Atol de Maiz (Corn Dessert)

The Atol is simply cornmeal that has been cooked with sugar, vanilla flavors and cinnamon. Sweet flour or majorette is another name for this Central American dessert.

In the meantime, the cornflour and boiled milk are cooked together, and the rest of the ingredients are gradually added. There are two types of servings: hot and cold.

Natilla de Caramelo (Caramel Custard)

Natilla De Caramelo (caramel Custard)

Especially in homes with babies or small children, the custard is a traditional dessert. The dessert makes a great afternoon snack because it is light and refreshing.

There are several ingredients in custard, including eggs, milk, cornstarch, vanilla, sugar and cinnamon. A variety of flavors can be used, including vanilla and chocolate etc. This dessert has a special juicy touch thanks to a caramel base at its bottom.

Torticas, Mantecado or Polvorón

Throughout Cuba, this dessert is known by different names in local sweet shops and bakeries. Torticas, Polvorón or Mantecado are some of the names used in some cities. One of its most famous variations is Torticas de Morón.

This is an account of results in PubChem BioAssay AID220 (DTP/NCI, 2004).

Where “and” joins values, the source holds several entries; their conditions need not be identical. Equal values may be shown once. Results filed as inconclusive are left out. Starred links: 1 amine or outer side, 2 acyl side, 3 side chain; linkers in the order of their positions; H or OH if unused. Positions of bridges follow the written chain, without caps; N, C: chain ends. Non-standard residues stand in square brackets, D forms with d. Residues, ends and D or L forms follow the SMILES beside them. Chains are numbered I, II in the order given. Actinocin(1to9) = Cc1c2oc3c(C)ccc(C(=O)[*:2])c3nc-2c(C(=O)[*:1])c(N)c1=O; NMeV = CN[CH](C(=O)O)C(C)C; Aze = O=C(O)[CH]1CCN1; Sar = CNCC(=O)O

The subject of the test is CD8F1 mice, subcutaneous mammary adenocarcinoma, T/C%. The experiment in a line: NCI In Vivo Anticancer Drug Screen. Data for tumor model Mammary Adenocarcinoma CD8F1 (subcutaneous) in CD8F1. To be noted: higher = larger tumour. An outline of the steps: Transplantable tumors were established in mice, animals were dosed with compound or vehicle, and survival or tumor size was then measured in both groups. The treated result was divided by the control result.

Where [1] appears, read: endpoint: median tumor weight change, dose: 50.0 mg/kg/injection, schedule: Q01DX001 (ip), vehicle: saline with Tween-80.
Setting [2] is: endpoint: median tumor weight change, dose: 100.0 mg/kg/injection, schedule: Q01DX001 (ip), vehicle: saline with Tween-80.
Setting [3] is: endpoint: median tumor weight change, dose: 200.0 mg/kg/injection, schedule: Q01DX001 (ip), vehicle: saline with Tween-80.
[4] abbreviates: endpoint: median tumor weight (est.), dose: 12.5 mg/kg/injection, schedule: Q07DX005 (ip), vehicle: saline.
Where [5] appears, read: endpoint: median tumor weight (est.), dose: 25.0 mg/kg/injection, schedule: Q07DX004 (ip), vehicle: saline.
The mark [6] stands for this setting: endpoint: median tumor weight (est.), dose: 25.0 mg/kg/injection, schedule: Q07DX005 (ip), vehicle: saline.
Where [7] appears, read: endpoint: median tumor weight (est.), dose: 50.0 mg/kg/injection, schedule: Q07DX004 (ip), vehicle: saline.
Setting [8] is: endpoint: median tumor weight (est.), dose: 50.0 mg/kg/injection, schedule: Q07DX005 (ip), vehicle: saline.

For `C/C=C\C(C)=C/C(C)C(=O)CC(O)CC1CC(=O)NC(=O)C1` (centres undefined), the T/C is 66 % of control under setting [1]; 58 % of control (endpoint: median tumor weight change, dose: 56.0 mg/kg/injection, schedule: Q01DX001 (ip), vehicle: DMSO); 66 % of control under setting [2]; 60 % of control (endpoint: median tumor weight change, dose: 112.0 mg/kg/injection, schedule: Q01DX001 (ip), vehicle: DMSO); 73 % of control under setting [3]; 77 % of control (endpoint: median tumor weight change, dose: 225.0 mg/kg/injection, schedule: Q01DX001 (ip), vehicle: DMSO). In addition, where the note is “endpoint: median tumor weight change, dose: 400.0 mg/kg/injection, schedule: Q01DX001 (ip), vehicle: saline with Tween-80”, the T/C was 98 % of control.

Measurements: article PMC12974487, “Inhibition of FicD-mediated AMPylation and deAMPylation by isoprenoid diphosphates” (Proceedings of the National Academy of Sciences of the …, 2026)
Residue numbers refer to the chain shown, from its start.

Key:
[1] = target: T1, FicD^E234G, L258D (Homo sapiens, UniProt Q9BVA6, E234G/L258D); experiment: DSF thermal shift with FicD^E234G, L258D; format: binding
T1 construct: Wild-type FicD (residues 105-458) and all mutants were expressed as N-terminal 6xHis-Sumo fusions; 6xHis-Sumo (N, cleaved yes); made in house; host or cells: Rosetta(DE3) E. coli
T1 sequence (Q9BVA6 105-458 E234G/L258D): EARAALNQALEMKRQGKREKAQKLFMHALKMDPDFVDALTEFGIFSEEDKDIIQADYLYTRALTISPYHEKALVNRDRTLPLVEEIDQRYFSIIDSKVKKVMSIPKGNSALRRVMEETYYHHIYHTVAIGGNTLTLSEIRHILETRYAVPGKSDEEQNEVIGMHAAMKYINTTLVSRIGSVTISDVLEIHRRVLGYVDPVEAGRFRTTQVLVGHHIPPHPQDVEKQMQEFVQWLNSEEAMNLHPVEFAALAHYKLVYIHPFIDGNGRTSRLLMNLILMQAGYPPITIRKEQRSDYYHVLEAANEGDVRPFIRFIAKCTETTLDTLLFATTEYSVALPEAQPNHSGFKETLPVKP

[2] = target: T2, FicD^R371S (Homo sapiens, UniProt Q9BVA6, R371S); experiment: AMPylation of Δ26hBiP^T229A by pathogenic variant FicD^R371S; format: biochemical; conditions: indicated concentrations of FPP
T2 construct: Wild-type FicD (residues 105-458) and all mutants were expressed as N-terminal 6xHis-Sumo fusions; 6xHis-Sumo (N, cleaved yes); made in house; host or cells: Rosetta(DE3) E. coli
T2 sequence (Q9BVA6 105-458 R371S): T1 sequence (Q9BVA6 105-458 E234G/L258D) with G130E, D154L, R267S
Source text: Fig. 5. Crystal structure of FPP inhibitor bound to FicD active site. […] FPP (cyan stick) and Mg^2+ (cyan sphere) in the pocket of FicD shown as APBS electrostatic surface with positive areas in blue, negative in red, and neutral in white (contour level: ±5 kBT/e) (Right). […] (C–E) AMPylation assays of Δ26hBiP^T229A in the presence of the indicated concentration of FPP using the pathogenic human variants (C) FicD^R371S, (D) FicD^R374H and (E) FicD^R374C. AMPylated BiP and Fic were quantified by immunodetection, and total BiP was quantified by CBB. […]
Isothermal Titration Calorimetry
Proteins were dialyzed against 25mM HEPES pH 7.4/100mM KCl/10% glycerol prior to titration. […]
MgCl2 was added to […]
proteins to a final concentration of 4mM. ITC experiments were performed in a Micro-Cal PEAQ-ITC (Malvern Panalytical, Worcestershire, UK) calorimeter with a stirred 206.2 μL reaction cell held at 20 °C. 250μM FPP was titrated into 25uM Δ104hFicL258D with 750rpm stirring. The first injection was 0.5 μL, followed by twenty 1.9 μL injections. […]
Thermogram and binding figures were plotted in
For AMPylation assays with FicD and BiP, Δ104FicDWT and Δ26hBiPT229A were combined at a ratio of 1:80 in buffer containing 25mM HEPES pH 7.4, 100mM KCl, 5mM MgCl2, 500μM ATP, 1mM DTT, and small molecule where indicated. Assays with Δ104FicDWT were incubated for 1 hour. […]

Flour, sugar, butter, and lemon zest are used to make this thick, sweet biscuit. To avoid browning the outside of the dough, bake it quickly for 18 to 20 minutes.

Bocadito de Helado (Ice Cream Bite)

Street food vendors usually sell ice cream bites as sweets. Ice cream bites can be found in every corner of Cuban neighborhoods.

An ice cream block is usually sandwiched between two rectangular cupcakes. In addition to being a refreshing snack, it stands out for the unusual way in which it is sold.

Bueñuelos de Yuca en Almíbar (Yucca Fritters in Syrup)

Yucca fritters with syrup are a Christmas delight originating from Spanish culinary traditions. In comparison to most traditional Cuban desserts, its preparation is much more involved. Good luck for the new year is symbolized by the number 8 or the infinity symbol.

Several ingredients are used in the recipe, including egg, taro, cassava, anise, flour, oil, and salt. It is the preparation of the dough that is the most complicated part of the process. The mixture is then fried, cooled, and served with syrup after it has reached the desired consistency.

FAQs about Cuban Food

What do Cubans usually eat for Breakfast?

In Cuban breakfasts, bread slices are soaked in warm milk and coffee con Leche, a strong coffee combination. Dinner and lunch, on the other hand, usually consist of a variety of foods such as white rice, beans, legumes, meat, and salads.

When it comes to lunchtime, what do Cubans eat?

The Cuban diet consists of rice-based dishes and beans at lunch and dinner. There are some bland dishes and some quite flavorful ones. In nearly every Cuban restaurant, you can find rice cooked with black beans.

What is the Main Meal eaten in Cuba?

The main meal of Cuban day is usually meat, rice, beans, and veranda. No matter what time of day it is, restaurant and palate menus remain pretty consistent.